After I wrote last week about “tending yourself” instead of eating as a response to stress, I started thinking about the other newer response option, befriending. According to the article I read, women might look to friends for support more than men.
But what if we also befriend ourselves?
In the Am I Hungry? Mindful Eating program, we talk about the fact that many of us are much harsher with ourselves than with other people, becoming our own worst critics and judges. This can apply to our eating decisions and bodies, where we might chastise ourselves for having that cookie or cake or eating so much ice cream, or focus on how flawed our bodies are.
But those aren’t things I would typically say to a friend. I might notice how much they were eating, but that’s it. I wouldn’t tie it to an automatic negative judgment. Similarly, if someone asked me how they looked, I would focus on the good things – unless they had something unbuttoned or unzipped that would be embarrassing. If asked, I might offer advice about ways to learn from the experience and make a different decision next time. And if they’re really upset about it, I would simply listen and try to comfort them, perhaps with a hug or sharing something humorous.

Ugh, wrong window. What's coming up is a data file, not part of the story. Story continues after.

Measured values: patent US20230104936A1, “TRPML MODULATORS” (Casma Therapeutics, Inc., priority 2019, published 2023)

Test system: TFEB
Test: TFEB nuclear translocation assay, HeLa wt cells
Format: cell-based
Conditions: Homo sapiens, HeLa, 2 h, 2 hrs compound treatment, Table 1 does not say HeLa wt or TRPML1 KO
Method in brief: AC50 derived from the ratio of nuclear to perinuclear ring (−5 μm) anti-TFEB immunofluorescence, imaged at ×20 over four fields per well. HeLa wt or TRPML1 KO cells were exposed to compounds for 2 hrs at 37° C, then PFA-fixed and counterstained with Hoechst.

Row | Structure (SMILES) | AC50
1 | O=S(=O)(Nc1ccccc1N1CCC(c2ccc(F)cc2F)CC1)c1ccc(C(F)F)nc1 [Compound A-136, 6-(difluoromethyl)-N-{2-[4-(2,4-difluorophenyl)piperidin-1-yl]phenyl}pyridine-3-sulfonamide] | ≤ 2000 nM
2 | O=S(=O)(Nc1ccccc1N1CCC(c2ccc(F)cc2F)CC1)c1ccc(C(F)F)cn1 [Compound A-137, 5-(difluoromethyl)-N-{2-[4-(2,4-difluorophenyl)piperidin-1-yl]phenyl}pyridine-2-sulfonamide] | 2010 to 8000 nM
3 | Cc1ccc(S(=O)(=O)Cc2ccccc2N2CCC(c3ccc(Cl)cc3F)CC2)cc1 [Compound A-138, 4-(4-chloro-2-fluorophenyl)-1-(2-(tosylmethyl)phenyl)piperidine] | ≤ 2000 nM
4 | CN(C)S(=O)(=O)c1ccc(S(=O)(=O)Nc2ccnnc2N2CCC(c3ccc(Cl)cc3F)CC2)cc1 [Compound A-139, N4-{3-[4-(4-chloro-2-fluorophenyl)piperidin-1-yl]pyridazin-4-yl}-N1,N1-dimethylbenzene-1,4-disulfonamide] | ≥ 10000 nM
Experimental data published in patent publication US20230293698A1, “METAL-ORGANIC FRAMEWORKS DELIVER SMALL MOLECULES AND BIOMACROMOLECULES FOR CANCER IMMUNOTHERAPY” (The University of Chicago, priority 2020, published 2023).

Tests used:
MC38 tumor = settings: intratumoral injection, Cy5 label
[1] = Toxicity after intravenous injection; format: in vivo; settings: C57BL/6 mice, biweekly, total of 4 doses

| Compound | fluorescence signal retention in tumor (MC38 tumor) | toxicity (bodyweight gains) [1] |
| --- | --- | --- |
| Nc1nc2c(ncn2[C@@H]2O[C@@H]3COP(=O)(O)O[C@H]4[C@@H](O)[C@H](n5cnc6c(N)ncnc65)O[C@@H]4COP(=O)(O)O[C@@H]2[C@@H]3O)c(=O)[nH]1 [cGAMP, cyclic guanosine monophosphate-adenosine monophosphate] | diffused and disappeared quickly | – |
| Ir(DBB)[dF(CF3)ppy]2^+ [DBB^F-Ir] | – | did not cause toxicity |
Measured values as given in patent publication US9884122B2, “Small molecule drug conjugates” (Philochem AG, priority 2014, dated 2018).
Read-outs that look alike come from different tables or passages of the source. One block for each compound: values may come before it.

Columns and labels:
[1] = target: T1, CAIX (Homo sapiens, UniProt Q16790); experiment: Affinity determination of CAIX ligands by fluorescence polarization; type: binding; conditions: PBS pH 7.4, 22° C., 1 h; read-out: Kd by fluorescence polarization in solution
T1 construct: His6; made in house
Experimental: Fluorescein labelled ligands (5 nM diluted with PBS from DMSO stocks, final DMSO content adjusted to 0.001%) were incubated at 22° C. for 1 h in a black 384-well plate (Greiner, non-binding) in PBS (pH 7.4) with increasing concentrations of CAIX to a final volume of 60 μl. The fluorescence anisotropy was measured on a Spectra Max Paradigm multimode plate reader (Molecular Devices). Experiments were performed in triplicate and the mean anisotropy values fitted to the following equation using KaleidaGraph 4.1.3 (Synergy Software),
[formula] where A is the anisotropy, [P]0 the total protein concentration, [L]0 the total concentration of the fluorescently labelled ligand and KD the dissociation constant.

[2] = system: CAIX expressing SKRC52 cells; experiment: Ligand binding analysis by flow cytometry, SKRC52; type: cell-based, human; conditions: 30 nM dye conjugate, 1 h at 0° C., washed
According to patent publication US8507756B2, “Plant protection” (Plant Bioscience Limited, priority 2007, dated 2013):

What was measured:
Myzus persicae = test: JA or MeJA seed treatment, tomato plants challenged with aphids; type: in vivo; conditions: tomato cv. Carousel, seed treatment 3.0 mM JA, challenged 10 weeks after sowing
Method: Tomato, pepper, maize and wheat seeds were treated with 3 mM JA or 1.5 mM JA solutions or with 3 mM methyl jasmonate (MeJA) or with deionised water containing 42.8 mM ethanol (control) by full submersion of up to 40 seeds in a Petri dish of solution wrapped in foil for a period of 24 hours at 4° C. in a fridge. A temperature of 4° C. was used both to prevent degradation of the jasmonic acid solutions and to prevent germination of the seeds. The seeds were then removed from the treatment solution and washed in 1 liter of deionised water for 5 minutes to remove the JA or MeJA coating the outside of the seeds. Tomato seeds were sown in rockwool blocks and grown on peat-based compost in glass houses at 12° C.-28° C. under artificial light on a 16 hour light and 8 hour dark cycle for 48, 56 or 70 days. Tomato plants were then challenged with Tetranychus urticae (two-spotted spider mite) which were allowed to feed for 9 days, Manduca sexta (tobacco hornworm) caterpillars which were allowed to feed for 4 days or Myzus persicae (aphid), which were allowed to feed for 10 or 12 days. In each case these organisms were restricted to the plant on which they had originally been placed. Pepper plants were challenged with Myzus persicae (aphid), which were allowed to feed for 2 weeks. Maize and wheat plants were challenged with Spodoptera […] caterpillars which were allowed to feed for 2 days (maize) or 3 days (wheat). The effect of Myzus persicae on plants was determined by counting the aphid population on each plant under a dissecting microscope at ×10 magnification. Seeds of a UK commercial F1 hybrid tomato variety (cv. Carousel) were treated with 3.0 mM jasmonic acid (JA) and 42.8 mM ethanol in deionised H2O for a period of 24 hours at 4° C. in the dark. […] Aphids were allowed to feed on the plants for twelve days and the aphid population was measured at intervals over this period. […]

If this is how I would react with a friend, why do I treat myself differently? More importantly, what if I try to change that, so if I’m stressed about something negative that’s happened, I tried befriending myself?
This idea made me imagine an alternate universe version of me walking over and enveloping me in a big hug. This other me simply listened, accepting me as I was no matter what mistakes I’d made, making soothing noises and reminding me that I’m only human, and even if I didn’t like how things had gone, it didn’t mean that I’m a terrible person, or that I couldn’t make a different choice in the future.
It felt a little silly at first, and then it felt wonderful. How freeing to give myself the benefit of the doubt, to be my own friend!
I realized that while I can’t expect a parallel dimension to open up like that, nothing prevents me from the mental image, or from changing the chiding, berating and deriding voice to one that’s gentle, comforting, and supportive. So that’s what I’ll try, and I suspect that it will certainly be less stressful.